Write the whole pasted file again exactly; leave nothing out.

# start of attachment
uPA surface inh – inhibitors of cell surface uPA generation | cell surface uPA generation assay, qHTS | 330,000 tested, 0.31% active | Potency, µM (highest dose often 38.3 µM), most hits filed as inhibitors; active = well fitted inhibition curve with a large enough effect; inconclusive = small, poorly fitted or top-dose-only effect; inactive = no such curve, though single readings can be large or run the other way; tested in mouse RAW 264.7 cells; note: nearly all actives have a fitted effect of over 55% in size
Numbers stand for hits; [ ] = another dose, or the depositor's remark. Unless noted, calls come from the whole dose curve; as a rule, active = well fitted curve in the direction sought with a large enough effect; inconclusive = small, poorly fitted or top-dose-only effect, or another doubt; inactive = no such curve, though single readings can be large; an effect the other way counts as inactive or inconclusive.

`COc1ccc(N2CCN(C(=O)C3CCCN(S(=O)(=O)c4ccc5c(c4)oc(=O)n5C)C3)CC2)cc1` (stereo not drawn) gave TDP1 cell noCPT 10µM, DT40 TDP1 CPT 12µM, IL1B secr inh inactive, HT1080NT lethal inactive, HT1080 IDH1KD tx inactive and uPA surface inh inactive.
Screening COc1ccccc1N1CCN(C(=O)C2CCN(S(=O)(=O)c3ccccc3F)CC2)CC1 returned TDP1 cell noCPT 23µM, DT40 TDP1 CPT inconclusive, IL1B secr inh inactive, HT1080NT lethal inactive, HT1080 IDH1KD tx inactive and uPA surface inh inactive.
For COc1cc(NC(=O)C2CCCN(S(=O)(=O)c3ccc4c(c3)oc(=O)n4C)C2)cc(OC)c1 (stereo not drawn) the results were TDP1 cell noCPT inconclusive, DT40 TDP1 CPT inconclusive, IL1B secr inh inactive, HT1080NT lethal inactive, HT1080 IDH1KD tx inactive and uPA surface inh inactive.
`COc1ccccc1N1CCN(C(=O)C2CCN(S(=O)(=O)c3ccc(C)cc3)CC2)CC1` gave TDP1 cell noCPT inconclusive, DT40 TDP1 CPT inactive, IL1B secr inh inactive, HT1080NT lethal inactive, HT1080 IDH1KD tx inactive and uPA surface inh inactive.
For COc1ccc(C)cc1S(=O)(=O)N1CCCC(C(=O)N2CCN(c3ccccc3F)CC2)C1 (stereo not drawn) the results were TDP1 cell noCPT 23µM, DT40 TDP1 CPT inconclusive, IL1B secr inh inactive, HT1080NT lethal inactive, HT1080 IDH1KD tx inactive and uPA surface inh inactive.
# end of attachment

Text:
uPA surface inh – inhibitors of cell surface uPA generation | cell surface uPA generation assay, qHTS | 330,000 tested, 0.31% active | Potency, µM (highest dose often 38.3 µM), most hits filed as inhibitors; active = well fitted inhibition curve with a large enough effect; inconclusive = small, poorly fitted or top-dose-only effect; inactive = no such curve, though single readings can be large or run the other way; tested in mouse RAW 264.7 cells; note: nearly all actives have a fitted effect of over 55% in size
Numbers stand for hits; [ ] = another dose, or the depositor's remark. Unless noted, calls come from the whole dose curve; as a rule, active = well fitted curve in the direction sought with a large enough effect; inconclusive = small, poorly fitted or top-dose-only effect, or another doubt; inactive = no such curve, though single readings can be large; an effect the other way counts as inactive or inconclusive.

`COc1ccc(N2CCN(C(=O)C3CCCN(S(=O)(=O)c4ccc5c(c4)oc(=O)n5C)C3)CC2)cc1` (stereo not drawn) gave TDP1 cell noCPT 10µM, DT40 TDP1 CPT 12µM, IL1B secr inh inactive, HT1080NT lethal inactive, HT1080 IDH1KD tx inactive and uPA surface inh inactive.
Screening COc1ccccc1N1CCN(C(=O)C2CCN(S(=O)(=O)c3ccccc3F)CC2)CC1 returned TDP1 cell noCPT 23µM, DT40 TDP1 CPT inconclusive, IL1B secr inh inactive, HT1080NT lethal inactive, HT1080 IDH1KD tx inactive and uPA surface inh inactive.
For COc1cc(NC(=O)C2CCCN(S(=O)(=O)c3ccc4c(c3)oc(=O)n4C)C2)cc(OC)c1 (stereo not drawn) the results were TDP1 cell noCPT inconclusive, DT40 TDP1 CPT inconclusive, IL1B secr inh inactive, HT1080NT lethal inactive, HT1080 IDH1KD tx inactive and uPA surface inh inactive.
`COc1ccccc1N1CCN(C(=O)C2CCN(S(=O)(=O)c3ccc(C)cc3)CC2)CC1` gave TDP1 cell noCPT inconclusive, DT40 TDP1 CPT inactive, IL1B secr inh inactive, HT1080NT lethal inactive, HT1080 IDH1KD tx inactive and uPA surface inh inactive.
For COc1ccc(C)cc1S(=O)(=O)N1CCCC(C(=O)N2CCN(c3ccccc3F)CC2)C1 (stereo not drawn) the results were TDP1 cell noCPT 23µM, DT40 TDP1 CPT inconclusive, IL1B secr inh inactive, HT1080NT lethal inactive, HT1080 IDH1KD tx inactive and uPA surface inh inactive.